The jobs entail coordinating between two of the largest bureaucracies in government through one of the most difficult technology transitions to date.
The Veterans Affairs and Defense departments are well along the road to deploying separate but connected electronic health records systems. However, years into the effort, the congressionally-mandated coordination office has yet to be staffed up.
That could change in the near future, as the agencies have posted job openings for director and deputy director of the Federal Electronic Health Record Modernization, or FEHRM, program office, based in Rosslyn, Virginia. The program office will oversee VA’s 10-year, $10 billion transition to the Cerner Millennium platform and ensure the system is seamlessly interoperable with the Defense Department’s MHS GENESIS platform, also being developed by Cerner.
The program office will also manage integration with the Coast Guard, which decided in April 2018 to adopt the MHS GENESIS platform.
“Integrating patient data between VA and DoD is one of the nation’s most transformational healthcare initiatives,” Darren Sherrard, associate director of recruitment and marketing at VA, said in the job announcement. “These leaders will be central to the success of this effort, which will make it easier to provide seamless, quality care to service members and veterans.”
The position calls for experienced executives able to manage complex processes and bureaucracies; weedy, technical challenges; and a diverse staff spread across multiple functional areas, program and federal agencies.
Prospective candidates must be able to obtain and maintain a top secret clearance.
While the challenge will be substantial, the government is offering some additional perks to sweeten the deal, including:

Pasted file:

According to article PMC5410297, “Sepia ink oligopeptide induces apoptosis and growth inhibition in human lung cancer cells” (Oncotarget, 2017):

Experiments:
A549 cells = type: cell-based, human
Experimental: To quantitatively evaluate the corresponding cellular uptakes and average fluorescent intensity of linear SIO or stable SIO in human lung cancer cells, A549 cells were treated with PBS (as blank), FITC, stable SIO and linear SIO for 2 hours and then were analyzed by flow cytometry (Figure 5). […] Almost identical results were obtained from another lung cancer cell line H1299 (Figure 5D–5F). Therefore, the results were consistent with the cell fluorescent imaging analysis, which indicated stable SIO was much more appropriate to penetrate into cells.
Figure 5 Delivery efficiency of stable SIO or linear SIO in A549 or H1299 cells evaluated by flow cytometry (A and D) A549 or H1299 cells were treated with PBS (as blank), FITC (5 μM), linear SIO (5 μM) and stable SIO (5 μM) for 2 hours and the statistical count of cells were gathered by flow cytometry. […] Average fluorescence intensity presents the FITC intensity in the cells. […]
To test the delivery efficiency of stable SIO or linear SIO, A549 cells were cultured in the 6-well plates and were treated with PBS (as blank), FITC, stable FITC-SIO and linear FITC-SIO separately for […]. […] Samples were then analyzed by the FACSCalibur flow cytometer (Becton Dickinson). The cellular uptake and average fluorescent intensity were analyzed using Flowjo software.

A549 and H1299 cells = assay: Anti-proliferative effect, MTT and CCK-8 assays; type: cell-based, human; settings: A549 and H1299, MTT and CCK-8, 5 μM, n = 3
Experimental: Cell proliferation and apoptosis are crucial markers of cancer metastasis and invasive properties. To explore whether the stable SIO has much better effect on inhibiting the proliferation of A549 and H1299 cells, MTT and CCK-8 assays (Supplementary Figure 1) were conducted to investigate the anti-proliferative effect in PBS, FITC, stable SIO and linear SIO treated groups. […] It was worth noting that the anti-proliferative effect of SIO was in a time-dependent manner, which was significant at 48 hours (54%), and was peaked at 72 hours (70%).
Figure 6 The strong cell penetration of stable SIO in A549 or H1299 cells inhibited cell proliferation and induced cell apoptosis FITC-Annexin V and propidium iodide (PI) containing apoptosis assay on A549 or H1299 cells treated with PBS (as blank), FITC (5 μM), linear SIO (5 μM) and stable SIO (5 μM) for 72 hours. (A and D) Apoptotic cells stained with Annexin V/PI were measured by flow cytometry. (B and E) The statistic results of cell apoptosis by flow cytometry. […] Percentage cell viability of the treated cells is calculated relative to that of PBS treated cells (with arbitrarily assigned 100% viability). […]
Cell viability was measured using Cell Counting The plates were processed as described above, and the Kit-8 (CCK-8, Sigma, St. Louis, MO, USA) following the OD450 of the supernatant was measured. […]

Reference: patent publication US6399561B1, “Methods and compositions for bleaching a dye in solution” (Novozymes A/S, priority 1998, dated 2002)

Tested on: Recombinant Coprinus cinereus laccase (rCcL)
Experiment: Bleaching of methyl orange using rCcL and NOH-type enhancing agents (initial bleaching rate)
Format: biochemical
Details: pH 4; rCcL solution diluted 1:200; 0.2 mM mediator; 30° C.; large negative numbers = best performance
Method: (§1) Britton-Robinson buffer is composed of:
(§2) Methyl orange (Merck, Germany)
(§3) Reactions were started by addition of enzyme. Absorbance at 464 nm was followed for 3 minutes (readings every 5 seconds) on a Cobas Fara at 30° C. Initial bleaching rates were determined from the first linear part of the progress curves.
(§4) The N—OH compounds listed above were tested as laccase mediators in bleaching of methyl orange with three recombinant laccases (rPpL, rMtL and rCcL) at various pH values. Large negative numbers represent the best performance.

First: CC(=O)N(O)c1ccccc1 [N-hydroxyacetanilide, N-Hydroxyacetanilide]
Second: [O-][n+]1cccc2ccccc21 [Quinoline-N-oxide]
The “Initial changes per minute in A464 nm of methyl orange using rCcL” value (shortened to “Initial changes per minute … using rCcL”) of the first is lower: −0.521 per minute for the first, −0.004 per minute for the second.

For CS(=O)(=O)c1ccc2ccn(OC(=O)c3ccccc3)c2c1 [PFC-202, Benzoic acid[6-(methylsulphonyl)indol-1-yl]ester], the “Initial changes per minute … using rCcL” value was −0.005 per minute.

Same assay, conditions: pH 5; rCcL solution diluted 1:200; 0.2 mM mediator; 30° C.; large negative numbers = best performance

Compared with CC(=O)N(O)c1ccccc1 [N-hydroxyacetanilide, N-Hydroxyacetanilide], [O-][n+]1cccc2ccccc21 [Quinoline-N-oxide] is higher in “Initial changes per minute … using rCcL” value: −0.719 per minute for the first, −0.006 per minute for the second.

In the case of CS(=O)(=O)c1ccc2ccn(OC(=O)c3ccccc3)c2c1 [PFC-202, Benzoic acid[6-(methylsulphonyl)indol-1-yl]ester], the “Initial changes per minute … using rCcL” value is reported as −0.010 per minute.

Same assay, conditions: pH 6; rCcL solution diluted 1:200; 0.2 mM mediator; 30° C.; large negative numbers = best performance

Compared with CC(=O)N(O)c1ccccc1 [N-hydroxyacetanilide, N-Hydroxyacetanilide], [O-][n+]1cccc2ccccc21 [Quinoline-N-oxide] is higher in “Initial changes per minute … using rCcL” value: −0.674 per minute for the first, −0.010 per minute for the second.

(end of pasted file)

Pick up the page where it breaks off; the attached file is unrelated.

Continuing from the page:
- A sign-on bonus.
- A total of 49 days paid time off per year.
- Federal health, dental, vision, life and long-term-care insurance.
- A robust federal retirement package including a defined benefit plan (pension) after only five years of vesting and a 401(k)-type plan with up to 5% in employer contributions.
The FEHRM program office was created to replace the Interagency Program Office, which fell out of favor after VA spent more than $1 billion over six years without producing a usable, interoperable system.
Lawmakers have lauded the idea of FEHRM but noted as recently as June that it is far from becoming a reality, even as DOD and VA move forward with their individual system rollouts.
To date, the Defense Department has transitioned four medical facilities to its MHS GENESIS platform as part of the initial operating capability tests. The department learned some hard lessons through those tests, which officials say will lead to a much better rollout with the first full deployment wave, scheduled for Sept. 7.
The VA recently migrated the highest priority and most clinically relevant data for 23.5 million veterans—some 78 billion bits of data—to a Cerner data center shared with the Defense Department.
The FEHRM office’s management will be split between the two departments. While both positions will report directly to the deputy secretary of Defense and deputy secretary of the VA, the FEHRM director is allocated to the Defense Department while the deputy director technically sits within the VA.